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Once achieved, can I lose my permanent resident status?

| Apr 13, 2017 | Immigration and Naturalization

It can take a lot of work to obtain a green card. After putting in all the effort and going through the waiting process, some immigrants may not believe that the U.S. government can take away their permanent resident status, but it can.

Green cards are only valid for a set period of time. If you have achieved permanent resident status, you will need to, at some point, either renew your green card or complete the naturalization process. If you do not, you may lose your permanent residency status and may be subject to removal. If your green card has expired, you can seek legal assistance in trying to maintain your permanent resident status and avoid deportation.

Under what circumstances can the government revoke permanent resident status?

Some green cards are granted on a conditional basis. If you fail to meet the condition for which the government awarded your permanent residency status, you could possibly lose it. For example, if you applied for a green card because you are getting married, you will need to follow through with the marriage in order to keep your status. If you break off your engagement or the union does not happen within a certain time frame, removal may be a possibility.

Another way you may lose your green card is if you are required to attend removal proceedings for any other reason, and an immigration judge issues a deportation order.

What if I am accused of abandoning my permanent resident status?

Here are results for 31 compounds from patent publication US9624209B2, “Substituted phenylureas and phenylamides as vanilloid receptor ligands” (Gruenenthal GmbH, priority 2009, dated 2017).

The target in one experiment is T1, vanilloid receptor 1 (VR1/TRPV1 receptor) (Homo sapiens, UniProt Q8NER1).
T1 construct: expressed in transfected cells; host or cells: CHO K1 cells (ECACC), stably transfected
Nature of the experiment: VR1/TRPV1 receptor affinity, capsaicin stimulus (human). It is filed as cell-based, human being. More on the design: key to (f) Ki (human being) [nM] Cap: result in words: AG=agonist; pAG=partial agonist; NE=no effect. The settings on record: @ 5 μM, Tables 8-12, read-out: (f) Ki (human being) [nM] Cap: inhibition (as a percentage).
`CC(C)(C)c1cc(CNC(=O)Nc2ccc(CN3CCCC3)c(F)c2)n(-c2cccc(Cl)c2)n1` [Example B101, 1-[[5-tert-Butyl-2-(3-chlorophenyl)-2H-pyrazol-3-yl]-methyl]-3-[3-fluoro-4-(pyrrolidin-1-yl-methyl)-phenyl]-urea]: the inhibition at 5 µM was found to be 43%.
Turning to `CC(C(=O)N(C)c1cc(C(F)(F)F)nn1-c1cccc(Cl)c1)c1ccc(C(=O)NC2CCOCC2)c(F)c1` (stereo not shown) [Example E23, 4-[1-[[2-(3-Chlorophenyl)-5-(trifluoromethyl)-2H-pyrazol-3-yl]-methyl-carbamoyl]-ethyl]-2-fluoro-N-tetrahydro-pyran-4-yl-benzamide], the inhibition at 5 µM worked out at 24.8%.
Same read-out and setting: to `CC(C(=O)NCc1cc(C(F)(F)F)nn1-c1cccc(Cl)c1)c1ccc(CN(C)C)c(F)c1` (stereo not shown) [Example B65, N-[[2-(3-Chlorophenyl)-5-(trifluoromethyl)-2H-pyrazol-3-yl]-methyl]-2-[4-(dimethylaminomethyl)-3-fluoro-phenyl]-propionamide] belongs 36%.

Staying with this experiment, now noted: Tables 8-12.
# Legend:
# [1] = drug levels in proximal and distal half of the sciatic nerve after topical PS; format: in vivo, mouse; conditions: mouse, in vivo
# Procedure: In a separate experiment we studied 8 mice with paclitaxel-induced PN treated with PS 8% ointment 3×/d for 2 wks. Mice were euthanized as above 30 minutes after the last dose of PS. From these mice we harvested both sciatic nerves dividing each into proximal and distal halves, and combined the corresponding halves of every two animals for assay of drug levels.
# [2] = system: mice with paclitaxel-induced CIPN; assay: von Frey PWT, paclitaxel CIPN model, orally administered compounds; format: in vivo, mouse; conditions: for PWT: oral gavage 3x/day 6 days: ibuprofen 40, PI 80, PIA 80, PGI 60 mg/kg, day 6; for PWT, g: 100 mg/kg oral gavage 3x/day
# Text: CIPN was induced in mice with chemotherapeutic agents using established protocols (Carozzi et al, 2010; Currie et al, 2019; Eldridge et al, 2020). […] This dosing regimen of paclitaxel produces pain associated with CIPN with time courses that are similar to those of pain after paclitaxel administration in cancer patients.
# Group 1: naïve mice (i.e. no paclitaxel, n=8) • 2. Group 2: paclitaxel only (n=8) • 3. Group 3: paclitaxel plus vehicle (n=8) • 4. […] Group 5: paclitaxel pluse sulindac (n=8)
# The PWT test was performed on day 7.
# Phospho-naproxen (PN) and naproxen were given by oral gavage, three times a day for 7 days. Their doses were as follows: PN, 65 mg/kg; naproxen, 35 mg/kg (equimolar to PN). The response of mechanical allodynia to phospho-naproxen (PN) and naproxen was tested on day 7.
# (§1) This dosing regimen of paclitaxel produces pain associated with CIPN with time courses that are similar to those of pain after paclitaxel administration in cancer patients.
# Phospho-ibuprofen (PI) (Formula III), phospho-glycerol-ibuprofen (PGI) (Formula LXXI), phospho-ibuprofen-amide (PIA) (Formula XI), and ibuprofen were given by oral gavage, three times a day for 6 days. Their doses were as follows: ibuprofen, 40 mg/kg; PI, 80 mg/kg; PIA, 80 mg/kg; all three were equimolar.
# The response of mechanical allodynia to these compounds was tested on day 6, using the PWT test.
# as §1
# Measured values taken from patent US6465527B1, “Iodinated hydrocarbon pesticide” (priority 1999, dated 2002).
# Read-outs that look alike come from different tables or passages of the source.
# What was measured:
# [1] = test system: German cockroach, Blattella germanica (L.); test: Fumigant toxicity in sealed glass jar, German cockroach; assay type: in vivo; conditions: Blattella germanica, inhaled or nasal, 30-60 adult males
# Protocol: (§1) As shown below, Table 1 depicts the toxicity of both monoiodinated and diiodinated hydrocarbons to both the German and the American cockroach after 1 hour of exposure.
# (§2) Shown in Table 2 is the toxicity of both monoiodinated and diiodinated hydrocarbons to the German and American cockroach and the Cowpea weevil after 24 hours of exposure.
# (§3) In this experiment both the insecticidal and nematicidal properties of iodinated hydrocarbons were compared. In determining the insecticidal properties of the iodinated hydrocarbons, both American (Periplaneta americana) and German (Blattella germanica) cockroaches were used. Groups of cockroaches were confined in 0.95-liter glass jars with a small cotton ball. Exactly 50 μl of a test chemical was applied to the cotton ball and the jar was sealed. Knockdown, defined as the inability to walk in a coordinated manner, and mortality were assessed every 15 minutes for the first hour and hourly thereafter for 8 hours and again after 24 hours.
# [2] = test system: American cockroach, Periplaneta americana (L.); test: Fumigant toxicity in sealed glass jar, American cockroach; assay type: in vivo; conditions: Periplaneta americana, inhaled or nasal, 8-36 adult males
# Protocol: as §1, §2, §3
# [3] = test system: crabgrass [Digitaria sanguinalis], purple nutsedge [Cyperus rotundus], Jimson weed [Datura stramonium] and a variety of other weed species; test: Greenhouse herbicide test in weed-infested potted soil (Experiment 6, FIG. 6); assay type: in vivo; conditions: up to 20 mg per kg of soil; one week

It is true that some people choose to abandon their permanent resident status. The government may assume a person intends to abandon their status if they leave the country for an extended period of time, fail to pay taxes or make a declaration of nonimmigrant on his or her tax return.

If you have plans to return to your native country or travel outside the United States and you know you will be gone for a lengthy period, there are steps you can take to make sure the goverment knows you are not abandoning your green card. For example, you may:

  • Inform immigration services of your trip
  • Give a reason for you absence
  • Ask for a re-entry permit before leaving
  • Visit a U.S. consulate while traveling to obtain a returning resident visa

If you did not do any of the above before or after leaving the U.S. and your green card is revoked, an experienced attorney may still be able to help you get it reinstated.

Have you lost or are you on the verge of losing your status?

Losing your green card or the thought of it is, understandably, difficult to handle. Thankfully, you do not have to address this issue on your own. Turn to skilled immigration attorneys who can help you fight for the chance to maintain your permanent resident status or seek to have it reinstated.

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